Cook, Furfari can measure depth of WVU-Pitt rivalry
November 25, 2007 10:00 AM
Mickey Furfari WVU beat writer.
Program covers of Backyard Brawl through the years.
By Chuck Finder Pittsburgh Post-Gazette
One hundred sixty years combined. That's how long their eyes have been around to watch local college football.
Their eyes, for roughly four score years, have paid close attention to Pitt and West Virginia, their hometown teams and alma maters. Their eyes, despite what any smart aleck says, weren't around to see the 1895 beginning way back when West Virginia and then-named Western University of Pennsylvania first met in Wheeling, and Pitt by any name got WUPped, 8-0. But, man, what their eyes have seen.
Their testimony is personal witness to the past three-fourths of what this week becomes a 100-game border war.
Pitt and West Virginia wage their centennial contest Saturday night at Mountaineer Field, and no academic can summarize and theorize and categorize this history any better than Carroll H. Cook -- you can call him Beano -- and Domenick Furfari -- you can call him Mickey.
Cook, 76, was and is a Pitt man. He worked as the university's sports information director from 1956-66, most notably promoting Panthers athletics to such a degree that he once attempted to pose Dr. Jonas Salk and basketball guard Don Hennon for a poster proclaiming: America's Great Shot-Makers. He took his talents to ABC and CBS in public relations and in an on-air studio analyst's seat, then to the St. Petersburg (Fla.) Times as a sports writer, and finally, and most recognizably, to ESPN's omnipresent airwaves.
It is there that he earned the nickname The Pope of College Football. He has a press room named after him in the Petersen Events Center.
Furfari, 84, was and is a West Virginia man. He worked with famed announcer Jack Fleming on the school newspaper. He became such a staple that this long-retired Morgantown Dominion-Post sports editor covers Mountaineers athletics for several state newspapers still, making this his 61st season on the beat. He is a member of the Mountaineers athletic hall of fame. Like famed correspondent Helen Thomas at presidential news conferences, he gets the first question at Mountaineers football pressers.
To these men, Pitt vs. West Virginia is many things: a way of life; a series that has matured into a full-bore, anyone-can-win rivalry; a matter of geography; and a puzzle.
They recently got together over lunch in Greene County, almost the midway point, to talk about it.
"We don't know who came up with the name Backyard Brawl," admitted Cook, a man with an almost photographic memory. "We all think it's Russ Franke of the [departed Pittsburgh] Press."
"Russ was a nice man," Furfari added.
"But it stuck. It stuck," Cook continued. "They all use it. They all promote it as the Backyard Brawl. It wasn't that when I was there. But people don't realize that Pitt is closer to West Virginia in distance than to Penn State."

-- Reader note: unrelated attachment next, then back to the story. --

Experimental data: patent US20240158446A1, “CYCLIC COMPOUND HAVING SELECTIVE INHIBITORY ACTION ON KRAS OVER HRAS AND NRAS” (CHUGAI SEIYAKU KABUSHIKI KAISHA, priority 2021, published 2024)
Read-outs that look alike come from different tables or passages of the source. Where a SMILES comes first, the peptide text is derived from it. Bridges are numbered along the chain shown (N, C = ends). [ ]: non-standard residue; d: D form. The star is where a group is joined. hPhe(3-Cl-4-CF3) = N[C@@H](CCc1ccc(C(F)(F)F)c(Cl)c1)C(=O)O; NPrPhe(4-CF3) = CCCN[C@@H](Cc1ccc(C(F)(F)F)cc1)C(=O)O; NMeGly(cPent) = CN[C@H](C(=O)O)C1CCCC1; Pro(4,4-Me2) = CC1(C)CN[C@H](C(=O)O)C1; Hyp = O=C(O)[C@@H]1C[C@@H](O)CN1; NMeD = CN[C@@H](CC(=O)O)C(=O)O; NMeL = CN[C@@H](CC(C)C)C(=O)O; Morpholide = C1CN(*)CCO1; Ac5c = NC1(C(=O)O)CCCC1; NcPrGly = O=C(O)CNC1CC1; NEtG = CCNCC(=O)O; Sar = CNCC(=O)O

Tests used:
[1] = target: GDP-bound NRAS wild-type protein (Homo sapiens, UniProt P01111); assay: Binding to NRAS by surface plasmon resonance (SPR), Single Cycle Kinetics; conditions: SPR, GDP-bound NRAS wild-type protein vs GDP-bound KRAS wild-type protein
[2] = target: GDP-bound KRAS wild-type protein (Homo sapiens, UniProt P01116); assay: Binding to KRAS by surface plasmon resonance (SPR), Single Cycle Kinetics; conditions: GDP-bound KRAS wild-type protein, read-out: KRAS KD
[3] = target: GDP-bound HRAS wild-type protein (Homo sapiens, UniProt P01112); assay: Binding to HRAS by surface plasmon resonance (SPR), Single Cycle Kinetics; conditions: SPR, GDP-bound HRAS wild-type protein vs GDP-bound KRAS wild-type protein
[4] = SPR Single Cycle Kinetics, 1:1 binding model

"You know, Beano, it really hasn't been a rivalry until the last 60 years or so," Furfari added. "Because Pitt was so dominating."
"You're dominating now," Cook said of West Virginia. "[4-2 Rich] Rodriguez holds the upper hand."
In a series where the campuses are separated by just 75 miles, in one of college football's oldest (about No. 21) and nearest (Duke-North Carolina, Cal-Stanford and USC-UCLA are closer) rivalries, Pitt owns a distinct 59-37-3 edge.
West Virginia, however, owns most of the past quarter-century, at 15-7-2, and the past decade and a half, at 11-4.
At least, that's how Beano and Mickey see it.
Excuse Furfari for going all Webster on us.
"I think a definition of 'rivalry' is competition. And there wasn't any. Except for 1920 and 1922 and 1928, there were no more [West Virginia victories] until 1947.
"Until West Virginia became respectable, it was two for one -- two trips to Pittsburgh for one in Morgantown." Shoot, from 1900 to 1929, it was 21 for two.
West Virginia won five of the first six meetings, then Pitt went on something of a roll that lasted, oh, a half-century or so.
"When I was at Pitt," Cook added of a time when the Panthers held a 36-11-1 advantage, "West Virginia was just a game on the schedule." Penn State was the in-state rival, though somehow 21st-century Penn State map makers redrew the lines and turned themselves into a Midwestern-based league member and Pitt into foreign territory. Cook continued, "But at West Virginia, Pitt was always a big thing."
"West Virginia would bring 15,000, 20,000 fans. They wanted to come to Pitt.
"I tell you, The Pittsburgh Press circulation department used to root for West Virginia, because if West Virginia beat Pitt, on Sunday they sold 20,000 extra papers."
Ah, the good old days ... .
Steelers Nation fondly remembers Jack Fleming as the radio soundtrack to a golden era. The thing was he loathed neighboring Pitt.
He was the College Football Hall of Fame voice of the Mountaineers, and his gruff delivery, recognized for generations from panhandle to panhandle, was born to hate all things Panther.
Cook picked up the story while he and Furfari were recalling particularly sarcastic press notes that Cook authored for one Pitt-West Virginia tussle. ("You should have seen some of the releases he wrote," Furfari said with a chortle.) This particular time, Cook penned something about Mountaineers fans getting to drive north on two-lane paved roads, so they didn't have to resort to their habitual single-file motoring. "Uh," Cook grunted, "Jack Fleming got furious.
"Jack Fleming's house was above the old stadium," Cook continued. "He told me, when he was a child, Pitt would come out on the field, and he would sit on his mother's lap. His mother would point down at them. And his mother would say, 'Son, that's Pitt. You hate Pitt now. You hate Pitt tomorrow. You hate Pitt until the day you die. After that, you will hate Pitt for eternity.' "
The roaring '20s and one hotel
West Virginia continually made the trek to Pittsburgh in the early going, mostly to lose.